The New Pornographers
July 18, 2010
The Fox Theater, Oakland
Better than: The old pornographers, presumably
As everybody who is not Canadian knows, the New Pornographers consist of the main guy, the weird guy, Neko Case, the other gal, the other guitarist, the drummer, the bassist, and -- who are we forgetting? That's not fair, but it is at least marginally more fair than just saying, "Neko and the rest of them."
Yes, they have names, and feelings, and talent, and more instruments than were audible in the muddily mixed echo tank of the Fox Theater last night -- which did not help with the anonymity issue. Nor did that one dude who kept shouting out requests for songs from Case's solo oeuvre, although he gets props for having had enough gumption (or Jack and Coke) to say what at least a few of us were thinking.
Even the Dodos, who opened, might have thought it. When that local trio's frontman Meric Long said, "We're gonna bring out a friend for the next one," and Case's warning-flash hair caught the further-reddening light, the whole crowd seemed to flare up with a blood-rush too. Then out came that titanic voice of hers, and we were done for.
Case later returned for 20 more numbers, plus three encores, with her own Vancouver-based alt-power-pop concern, cranking out its customarily hooky, kinky, warm, fuzzy, harmonically rich, rhythmically herky-jerky sound. Like any given New Pornographers album, the show was brilliant in bursts and otherwise shot through with clever-but-forgettable filler.The perfunctory warmups of "Sing Me Spanish Techno," from 2005's Twin Cinema, and "Up In the Dark," from Together, which dropped in May, seemed like glorified sound checks. And yet the band never could quite dig itself all the way out of the bottom-heavy mix. Finally, "Myriad Harbour," from 2007's Challengers, brought in some vitality -- thanks partly to the arrival of the aforementioned weird guy, Dan Bejar, wearing his poof of hair like a personal rain cloud. (Later he turned his back to the crowd and faced upstage. Then he left the stage altogether. Then he returned, but left again as soon as possible. It has been said that Bejar is shy, and generally does not enjoy touring. It will be said again.) Meanwhile, main guy A.C. Newman said hello and mentioned that it was the Pornographers' first time Oakland. "This is an unusually lively audience for us," he later added. He also attempted some between-song banter with Case, but that became variously muddled. As did the music.
At their best and most balanced, which is in fact slightly unbalanced, New Pornographers songs find a heretofore unknown sweet spot between new indie tweeness and old prog earnestness. It's as if they were concocted by the child of a tryst between Genesis fans at an early '80s Renaissance Faire. And with that in mind, this show could have used more odd, arty beauties like "Mutiny, I Promise You" or "Letter From an Occupant." Instead, the chirping call-and-response vocals and dribbles of dissonance in "Moves," for instance, seemed like warmings over of previously successful ploys, and were accordingly less easy to groove to. Perhaps this explains a largely motionless crowd, save for a few people bouncing in place like happy babies, or doing something worse. "I like the dancing couple to our right," one comparatively stoic reveler observed. "It's like she's having a seizure and he's helping."Still, for the occasional meh moments, pleasant surprises did abound. In "My Shepherd," what might normally have been a time-to-hit-the-bathroom ballad was transformed by the uplift of Case's voice. Actually, come to think of it, that's hardly a surprise. Well OK, so how about the revelation that the other gal, whose name is Kathryn Calder, might be just as crushworthy as Case?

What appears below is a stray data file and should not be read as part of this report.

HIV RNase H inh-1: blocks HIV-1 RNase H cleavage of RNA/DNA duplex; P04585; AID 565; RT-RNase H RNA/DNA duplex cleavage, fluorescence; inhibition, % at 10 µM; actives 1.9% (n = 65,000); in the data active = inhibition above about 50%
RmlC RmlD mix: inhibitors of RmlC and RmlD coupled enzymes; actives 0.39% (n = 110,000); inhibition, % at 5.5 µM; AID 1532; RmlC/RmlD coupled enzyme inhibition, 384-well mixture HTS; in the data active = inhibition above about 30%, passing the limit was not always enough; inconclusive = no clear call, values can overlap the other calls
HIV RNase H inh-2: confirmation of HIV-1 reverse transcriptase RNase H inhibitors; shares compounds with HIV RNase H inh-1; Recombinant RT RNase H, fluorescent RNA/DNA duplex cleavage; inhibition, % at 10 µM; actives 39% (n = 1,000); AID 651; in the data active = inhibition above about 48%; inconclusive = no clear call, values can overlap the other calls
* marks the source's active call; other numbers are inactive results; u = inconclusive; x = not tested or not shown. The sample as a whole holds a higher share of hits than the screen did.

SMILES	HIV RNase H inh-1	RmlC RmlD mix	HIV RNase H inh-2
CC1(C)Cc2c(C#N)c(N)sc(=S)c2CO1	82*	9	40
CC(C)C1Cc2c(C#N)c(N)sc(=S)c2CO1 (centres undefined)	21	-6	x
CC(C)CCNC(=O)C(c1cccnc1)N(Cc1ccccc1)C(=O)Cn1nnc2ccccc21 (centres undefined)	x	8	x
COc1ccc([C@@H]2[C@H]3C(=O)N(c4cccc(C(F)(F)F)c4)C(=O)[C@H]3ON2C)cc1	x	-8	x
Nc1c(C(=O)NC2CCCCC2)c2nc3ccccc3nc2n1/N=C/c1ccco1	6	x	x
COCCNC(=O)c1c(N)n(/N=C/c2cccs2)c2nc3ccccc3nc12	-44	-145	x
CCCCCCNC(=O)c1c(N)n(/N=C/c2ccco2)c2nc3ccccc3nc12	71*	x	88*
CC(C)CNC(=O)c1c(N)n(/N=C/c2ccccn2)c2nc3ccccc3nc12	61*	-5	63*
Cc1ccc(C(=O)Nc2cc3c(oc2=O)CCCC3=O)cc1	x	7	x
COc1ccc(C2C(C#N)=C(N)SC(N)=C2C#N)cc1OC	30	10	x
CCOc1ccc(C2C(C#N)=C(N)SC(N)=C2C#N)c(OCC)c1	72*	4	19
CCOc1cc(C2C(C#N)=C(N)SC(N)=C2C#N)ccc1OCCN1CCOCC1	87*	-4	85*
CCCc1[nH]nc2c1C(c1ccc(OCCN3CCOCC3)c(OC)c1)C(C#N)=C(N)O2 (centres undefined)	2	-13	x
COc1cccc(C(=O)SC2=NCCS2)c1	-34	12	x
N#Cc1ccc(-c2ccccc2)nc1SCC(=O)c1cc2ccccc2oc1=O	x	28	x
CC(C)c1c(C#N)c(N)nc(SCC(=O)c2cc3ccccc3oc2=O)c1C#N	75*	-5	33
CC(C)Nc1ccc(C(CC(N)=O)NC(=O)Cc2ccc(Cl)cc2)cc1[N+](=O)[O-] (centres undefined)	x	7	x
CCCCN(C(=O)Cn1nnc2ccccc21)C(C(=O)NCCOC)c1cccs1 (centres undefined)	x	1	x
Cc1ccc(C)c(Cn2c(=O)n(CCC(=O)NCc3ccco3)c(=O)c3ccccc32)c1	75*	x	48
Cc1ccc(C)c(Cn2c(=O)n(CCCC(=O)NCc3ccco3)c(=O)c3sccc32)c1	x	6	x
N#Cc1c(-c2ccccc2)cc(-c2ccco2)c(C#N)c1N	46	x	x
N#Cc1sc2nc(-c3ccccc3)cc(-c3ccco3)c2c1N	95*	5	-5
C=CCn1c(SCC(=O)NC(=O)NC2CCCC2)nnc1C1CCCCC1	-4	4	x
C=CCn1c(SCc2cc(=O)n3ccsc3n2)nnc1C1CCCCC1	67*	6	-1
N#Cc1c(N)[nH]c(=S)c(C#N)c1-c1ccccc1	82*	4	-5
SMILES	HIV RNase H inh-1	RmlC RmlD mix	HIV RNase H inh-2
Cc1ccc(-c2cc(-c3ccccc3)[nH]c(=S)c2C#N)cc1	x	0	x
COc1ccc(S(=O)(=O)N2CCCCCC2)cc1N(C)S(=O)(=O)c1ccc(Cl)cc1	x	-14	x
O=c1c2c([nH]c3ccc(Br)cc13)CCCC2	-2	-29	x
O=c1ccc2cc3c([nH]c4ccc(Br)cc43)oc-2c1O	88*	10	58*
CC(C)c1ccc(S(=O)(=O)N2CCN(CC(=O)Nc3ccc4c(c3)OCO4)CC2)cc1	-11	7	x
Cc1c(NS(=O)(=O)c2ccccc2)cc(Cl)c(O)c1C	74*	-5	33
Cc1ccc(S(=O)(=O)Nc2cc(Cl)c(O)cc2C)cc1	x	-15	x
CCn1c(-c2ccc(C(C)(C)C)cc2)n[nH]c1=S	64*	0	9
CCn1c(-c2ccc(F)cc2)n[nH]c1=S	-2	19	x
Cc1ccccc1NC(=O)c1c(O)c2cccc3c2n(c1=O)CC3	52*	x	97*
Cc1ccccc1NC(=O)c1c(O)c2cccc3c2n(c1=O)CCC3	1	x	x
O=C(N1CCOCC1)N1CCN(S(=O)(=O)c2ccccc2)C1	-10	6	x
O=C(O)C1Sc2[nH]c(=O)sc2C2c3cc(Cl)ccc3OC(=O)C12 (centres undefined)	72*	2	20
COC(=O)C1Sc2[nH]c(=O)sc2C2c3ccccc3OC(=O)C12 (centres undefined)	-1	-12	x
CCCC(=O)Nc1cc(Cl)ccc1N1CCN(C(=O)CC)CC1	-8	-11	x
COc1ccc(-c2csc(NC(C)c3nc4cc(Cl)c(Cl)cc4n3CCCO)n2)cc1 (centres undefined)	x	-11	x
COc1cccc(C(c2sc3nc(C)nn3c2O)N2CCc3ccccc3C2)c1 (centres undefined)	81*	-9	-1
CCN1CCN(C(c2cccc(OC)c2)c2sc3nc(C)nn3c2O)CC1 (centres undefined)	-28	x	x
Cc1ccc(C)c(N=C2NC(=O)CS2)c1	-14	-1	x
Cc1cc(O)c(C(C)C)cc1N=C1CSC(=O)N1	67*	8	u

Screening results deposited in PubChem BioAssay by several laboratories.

By the way: After "Twin Cinema," when Case pointed out "a line about 16th and Valencia, which makes it a local song," she might have been asking the crowd why it hadn't issued the expected cheer. Maybe it's because those lyrics got lost in the din -- eh, sound guys?
Overheard in the crowd:
"There's this house on Broderick that every time we walk by, it totally reeks."
"All I know is, Microsoft's in dire need of...well, they're in dire need of everything."
Sing Me Spanish Techno
Up In the Dark
The Laws Have Changed
Jackie, Dressed in Cobras
Adventures in Solitude
Sweet Talk, Sweet Talk
All the Old Showstoppers
Your Hands (Together)
Silver Jenny Dollar
Bleeding Heart Show
Slow Descent into Alcoholism
Testament to Youth in Verse
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